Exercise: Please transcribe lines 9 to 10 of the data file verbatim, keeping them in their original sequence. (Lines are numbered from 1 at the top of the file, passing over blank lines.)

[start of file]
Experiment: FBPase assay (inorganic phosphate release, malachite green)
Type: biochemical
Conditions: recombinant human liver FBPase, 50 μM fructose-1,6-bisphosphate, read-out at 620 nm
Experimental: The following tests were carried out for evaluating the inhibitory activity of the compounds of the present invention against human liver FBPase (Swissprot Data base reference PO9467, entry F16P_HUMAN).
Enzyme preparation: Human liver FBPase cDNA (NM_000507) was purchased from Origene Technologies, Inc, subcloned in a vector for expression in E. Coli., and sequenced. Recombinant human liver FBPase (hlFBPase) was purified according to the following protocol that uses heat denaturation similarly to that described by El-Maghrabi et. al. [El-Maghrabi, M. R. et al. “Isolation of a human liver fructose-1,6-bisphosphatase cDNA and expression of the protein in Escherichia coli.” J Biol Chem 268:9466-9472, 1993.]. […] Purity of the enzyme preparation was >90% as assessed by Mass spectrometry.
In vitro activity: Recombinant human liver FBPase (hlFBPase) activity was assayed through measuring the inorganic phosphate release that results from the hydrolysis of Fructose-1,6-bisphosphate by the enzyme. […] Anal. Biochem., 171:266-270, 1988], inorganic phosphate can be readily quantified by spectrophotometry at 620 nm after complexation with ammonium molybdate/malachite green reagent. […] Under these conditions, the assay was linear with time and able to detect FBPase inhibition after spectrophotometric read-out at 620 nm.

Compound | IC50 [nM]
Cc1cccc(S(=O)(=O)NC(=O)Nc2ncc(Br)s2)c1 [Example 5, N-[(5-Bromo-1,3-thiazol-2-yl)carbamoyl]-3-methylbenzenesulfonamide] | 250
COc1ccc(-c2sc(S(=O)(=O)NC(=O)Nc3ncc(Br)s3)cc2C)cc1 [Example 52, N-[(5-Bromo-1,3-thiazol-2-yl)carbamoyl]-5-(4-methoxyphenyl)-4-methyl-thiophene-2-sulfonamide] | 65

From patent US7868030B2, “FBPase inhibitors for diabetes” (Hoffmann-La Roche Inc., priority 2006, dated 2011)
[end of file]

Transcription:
COc1ccc(-c2sc(S(=O)(=O)NC(=O)Nc3ncc(Br)s3)cc2C)cc1 [Example 52, N-[(5-Bromo-1,3-thiazol-2-yl)carbamoyl]-5-(4-methoxyphenyl)-4-methyl-thiophene-2-sulfonamide] | 65

From patent US7868030B2, “FBPase inhibitors for diabetes” (Hoffmann-La Roche Inc., priority 2006, dated 2011)